The invention applies to a computer software system for generating medical documents for a patient medical file. The software system includes a user interface with a plurality of components selected by a healthcare provider for the entry of information to be included in the medical documents. The user interface components include metadata objects that relate to medical objects. The healthcare provider selects from the medical. objects and the software system generates patient data objects that are added to the medical file of the patient. The software system includes a relational database that is used for storing and retrieving the metadata objects, the medical objects and the patient data objects. Each of the three object components are stored in a table structure wherein a first table stores the object and a second table stores a plurality of properties associated with the object.

Medical services are provided by a wide variety of practitioners: physicians, nurses, interns, residents, physician assistants, EMTs, and the like. According to the present invention, users of the software system customize the software by requiring medical notes, under certain circumstances, to be signed by more than one person. Medical notes that are authored by a medical practitioner who, in the view of an administrator of the medical facility, does not have sufficient training, education or experience to have final signatory authority, will not be recognized by the software system as final notes. Accordingly, notes authored by a person without final signatory authority must be cosigned by an authorized person before the note is available to be finalized by the software.


FIG. 1 is a dialog box that is used when creating a role for a user, specifically assigning the ability to review and cosign medical notes authored by another.

FIG. 2 is a dialog box that is used to edit or modify a role, specifically the ability to write notes that do not require a co-signature.

FIG. 3 is a dialog box that is launched when a user without final signatory authority attempts to save or digitally sign a note.

FIG. 4 is a sample dialog box that is displayed when a user with cosign authority elects to cosign a note.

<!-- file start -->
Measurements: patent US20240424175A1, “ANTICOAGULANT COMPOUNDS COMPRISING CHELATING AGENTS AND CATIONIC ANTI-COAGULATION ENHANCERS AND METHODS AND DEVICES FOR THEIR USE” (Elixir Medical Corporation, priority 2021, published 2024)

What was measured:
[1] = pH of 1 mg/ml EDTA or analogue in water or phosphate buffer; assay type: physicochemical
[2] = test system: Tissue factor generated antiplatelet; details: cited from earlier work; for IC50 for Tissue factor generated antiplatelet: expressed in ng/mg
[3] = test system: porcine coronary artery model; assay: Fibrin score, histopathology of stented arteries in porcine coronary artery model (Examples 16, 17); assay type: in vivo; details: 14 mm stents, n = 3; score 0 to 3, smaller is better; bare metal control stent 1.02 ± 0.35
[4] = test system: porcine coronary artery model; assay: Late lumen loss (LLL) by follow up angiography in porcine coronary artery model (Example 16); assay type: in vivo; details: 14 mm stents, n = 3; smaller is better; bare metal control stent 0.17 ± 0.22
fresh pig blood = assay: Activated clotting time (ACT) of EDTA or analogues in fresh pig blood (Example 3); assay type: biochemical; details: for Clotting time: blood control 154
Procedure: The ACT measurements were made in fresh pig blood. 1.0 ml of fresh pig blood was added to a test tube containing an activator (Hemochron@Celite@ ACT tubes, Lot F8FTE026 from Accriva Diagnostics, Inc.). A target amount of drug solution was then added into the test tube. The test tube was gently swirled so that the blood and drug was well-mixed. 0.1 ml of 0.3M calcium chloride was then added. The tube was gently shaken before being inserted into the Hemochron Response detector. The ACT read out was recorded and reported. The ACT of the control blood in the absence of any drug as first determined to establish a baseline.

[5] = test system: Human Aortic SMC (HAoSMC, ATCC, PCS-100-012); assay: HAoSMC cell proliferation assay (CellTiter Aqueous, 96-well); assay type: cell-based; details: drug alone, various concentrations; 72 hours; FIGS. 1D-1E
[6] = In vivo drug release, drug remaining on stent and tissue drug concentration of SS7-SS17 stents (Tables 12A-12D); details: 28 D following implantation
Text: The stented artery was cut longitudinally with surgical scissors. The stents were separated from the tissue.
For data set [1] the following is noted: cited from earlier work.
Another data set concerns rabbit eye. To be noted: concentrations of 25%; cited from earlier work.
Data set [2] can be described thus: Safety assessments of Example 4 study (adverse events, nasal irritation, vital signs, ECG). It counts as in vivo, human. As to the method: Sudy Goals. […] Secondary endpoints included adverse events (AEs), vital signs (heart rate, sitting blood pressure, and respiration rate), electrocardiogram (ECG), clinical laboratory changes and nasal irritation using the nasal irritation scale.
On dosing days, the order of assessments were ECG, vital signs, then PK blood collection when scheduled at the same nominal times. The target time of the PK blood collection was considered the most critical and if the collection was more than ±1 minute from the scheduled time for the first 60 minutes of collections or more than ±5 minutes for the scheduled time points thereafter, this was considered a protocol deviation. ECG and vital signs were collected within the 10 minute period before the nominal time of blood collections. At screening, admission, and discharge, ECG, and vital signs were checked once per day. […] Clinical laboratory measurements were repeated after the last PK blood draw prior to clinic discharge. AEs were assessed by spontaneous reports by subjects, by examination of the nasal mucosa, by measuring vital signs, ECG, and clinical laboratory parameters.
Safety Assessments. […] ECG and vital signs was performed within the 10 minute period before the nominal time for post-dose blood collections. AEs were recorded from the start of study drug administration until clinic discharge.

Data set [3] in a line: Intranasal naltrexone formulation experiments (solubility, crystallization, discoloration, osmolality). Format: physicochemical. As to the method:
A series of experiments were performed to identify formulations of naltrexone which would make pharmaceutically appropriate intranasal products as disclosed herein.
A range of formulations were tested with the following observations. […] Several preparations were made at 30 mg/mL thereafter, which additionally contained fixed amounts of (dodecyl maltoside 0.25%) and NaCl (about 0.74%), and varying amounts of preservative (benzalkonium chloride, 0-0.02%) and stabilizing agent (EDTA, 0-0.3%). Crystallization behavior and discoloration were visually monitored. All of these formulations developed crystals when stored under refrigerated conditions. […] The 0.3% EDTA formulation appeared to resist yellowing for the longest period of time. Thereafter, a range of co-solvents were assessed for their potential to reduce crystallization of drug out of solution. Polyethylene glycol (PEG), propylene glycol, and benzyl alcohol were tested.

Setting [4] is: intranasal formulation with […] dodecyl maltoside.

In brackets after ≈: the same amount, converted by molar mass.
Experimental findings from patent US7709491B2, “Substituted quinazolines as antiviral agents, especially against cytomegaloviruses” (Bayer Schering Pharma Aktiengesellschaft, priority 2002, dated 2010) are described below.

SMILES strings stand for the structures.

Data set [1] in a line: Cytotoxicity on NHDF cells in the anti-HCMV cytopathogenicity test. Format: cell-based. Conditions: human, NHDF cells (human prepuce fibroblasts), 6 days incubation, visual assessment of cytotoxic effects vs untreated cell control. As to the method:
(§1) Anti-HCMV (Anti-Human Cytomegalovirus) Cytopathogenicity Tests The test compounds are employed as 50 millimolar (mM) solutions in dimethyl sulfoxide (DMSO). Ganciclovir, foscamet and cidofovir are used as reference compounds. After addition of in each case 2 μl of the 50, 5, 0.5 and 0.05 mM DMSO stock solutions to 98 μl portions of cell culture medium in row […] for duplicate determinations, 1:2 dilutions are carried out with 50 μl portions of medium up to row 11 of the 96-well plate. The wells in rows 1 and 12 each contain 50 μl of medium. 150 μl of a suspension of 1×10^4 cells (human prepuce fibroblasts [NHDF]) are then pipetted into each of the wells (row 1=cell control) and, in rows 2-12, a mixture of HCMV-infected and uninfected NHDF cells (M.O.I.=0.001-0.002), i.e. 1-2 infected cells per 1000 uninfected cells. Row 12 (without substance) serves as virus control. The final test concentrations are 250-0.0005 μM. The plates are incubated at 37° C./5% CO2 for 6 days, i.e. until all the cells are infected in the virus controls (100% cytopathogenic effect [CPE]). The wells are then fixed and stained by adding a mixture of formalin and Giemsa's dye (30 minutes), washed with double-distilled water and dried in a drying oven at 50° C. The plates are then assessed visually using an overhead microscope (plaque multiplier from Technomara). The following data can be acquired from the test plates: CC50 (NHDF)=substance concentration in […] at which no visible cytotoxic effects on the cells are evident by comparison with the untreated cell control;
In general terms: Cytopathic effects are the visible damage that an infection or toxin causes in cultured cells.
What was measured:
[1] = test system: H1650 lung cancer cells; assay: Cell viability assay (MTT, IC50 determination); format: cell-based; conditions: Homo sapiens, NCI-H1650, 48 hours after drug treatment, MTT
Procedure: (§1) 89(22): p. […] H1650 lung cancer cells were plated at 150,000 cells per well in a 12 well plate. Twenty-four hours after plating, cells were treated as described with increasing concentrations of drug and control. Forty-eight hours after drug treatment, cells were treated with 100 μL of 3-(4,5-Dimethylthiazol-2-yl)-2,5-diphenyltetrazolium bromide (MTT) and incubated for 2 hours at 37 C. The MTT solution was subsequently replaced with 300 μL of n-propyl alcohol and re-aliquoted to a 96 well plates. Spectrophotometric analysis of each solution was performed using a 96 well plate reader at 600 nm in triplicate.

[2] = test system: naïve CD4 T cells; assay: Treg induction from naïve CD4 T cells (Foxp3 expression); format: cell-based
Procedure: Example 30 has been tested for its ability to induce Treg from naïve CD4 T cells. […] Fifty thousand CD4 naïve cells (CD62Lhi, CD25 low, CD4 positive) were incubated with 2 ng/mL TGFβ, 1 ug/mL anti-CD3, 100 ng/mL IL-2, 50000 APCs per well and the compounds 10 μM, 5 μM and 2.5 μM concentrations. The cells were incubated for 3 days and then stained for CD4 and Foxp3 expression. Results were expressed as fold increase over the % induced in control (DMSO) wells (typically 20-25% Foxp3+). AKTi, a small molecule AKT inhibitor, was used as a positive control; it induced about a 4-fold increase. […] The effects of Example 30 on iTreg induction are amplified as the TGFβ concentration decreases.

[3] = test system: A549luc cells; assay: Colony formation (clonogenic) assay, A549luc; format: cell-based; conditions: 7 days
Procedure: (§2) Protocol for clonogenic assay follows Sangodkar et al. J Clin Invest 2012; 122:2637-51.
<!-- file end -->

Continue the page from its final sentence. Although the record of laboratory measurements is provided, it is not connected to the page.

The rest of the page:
This specification incorporates herein by this reference U.S. patent applications Ser. Nos. 11/040,025 and 60/704,823.

The invention is a part of an object-oriented software application that produces medical documents using an object-based user interface and item/property data-storage. Data storage is set up to store metadata objects, medical objects built on the metadata objects, and patient objects that are the output of the medical objects. A relational database is used to store and retrieve metadata objects, medical objects, and patient data objects. The table structure for the three object components is set up as two tables per object type. The first table stores the object and the second table stores the properties associated with the object.

One function of the software is to generate medical notes taken by a healthcare professional to record information regarding the patient conditions, complaints, care instructions, and the like. Healthcare professionals who author notes represent persons with a wide variety of education, training and experience. In particular circumstances, the administration of the medical or healthcare facility may not judge it appropriate to have all of the healthcare professionals that provide medical services at the facility to have notes that they author entered into the software system unless they have been reviewed and approved by someone with the requisite education, training and/or experience. The software has been adapted so that it permits an administrator of the software to assign authority or “roles” to each of the healthcare professionals with note-authoring authority of the software. The role may provide final signatory authority to the healthcare professional in which case the professional may author and sign the note for further processing by the software, that is made final, without the assistance or authority of another. Alternatively, the role may limit the authority of the professional such that any notes authored by the professional must be cosigned by one having final signatory authority over the note before it can be saved and finally entered into the software system. The software also permits final signatory roles to be limited to certain types of notes. For example, a dermatologist may have final signatory authority over notes dealing with dermatological conditions, but not if the note dealt with, say, a neurological condition.